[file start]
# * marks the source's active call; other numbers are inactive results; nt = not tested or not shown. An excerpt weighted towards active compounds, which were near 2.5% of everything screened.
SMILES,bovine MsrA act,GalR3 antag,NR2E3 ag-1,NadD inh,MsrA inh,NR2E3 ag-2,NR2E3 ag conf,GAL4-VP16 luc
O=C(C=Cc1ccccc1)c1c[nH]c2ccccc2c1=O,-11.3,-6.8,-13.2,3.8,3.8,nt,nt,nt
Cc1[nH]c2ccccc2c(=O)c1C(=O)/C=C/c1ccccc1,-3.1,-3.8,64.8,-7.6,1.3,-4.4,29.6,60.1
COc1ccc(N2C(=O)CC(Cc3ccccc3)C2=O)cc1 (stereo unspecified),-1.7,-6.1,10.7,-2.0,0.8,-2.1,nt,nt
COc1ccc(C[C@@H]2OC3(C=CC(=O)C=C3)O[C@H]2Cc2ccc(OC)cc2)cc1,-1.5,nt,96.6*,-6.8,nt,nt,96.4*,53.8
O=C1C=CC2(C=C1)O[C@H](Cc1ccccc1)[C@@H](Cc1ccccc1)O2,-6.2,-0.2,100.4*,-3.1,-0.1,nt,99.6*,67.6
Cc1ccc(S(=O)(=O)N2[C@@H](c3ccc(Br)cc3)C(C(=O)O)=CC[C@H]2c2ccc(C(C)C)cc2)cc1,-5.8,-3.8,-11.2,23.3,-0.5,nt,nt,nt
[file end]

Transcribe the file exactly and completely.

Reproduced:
# * marks the source's active call; other numbers are inactive results; nt = not tested or not shown. An excerpt weighted towards active compounds, which were near 2.5% of everything screened.
SMILES,bovine MsrA act,GalR3 antag,NR2E3 ag-1,NadD inh,MsrA inh,NR2E3 ag-2,NR2E3 ag conf,GAL4-VP16 luc
O=C(C=Cc1ccccc1)c1c[nH]c2ccccc2c1=O,-11.3,-6.8,-13.2,3.8,3.8,nt,nt,nt
Cc1[nH]c2ccccc2c(=O)c1C(=O)/C=C/c1ccccc1,-3.1,-3.8,64.8,-7.6,1.3,-4.4,29.6,60.1
COc1ccc(N2C(=O)CC(Cc3ccccc3)C2=O)cc1 (stereo unspecified),-1.7,-6.1,10.7,-2.0,0.8,-2.1,nt,nt
COc1ccc(C[C@@H]2OC3(C=CC(=O)C=C3)O[C@H]2Cc2ccc(OC)cc2)cc1,-1.5,nt,96.6*,-6.8,nt,nt,96.4*,53.8
O=C1C=CC2(C=C1)O[C@H](Cc1ccccc1)[C@@H](Cc1ccccc1)O2,-6.2,-0.2,100.4*,-3.1,-0.1,nt,99.6*,67.6
Cc1ccc(S(=O)(=O)N2[C@@H](c3ccc(Br)cc3)C(C(=O)O)=CC[C@H]2c2ccc(C(C)C)cc2)cc1,-5.8,-3.8,-11.2,23.3,-0.5,nt,nt,nt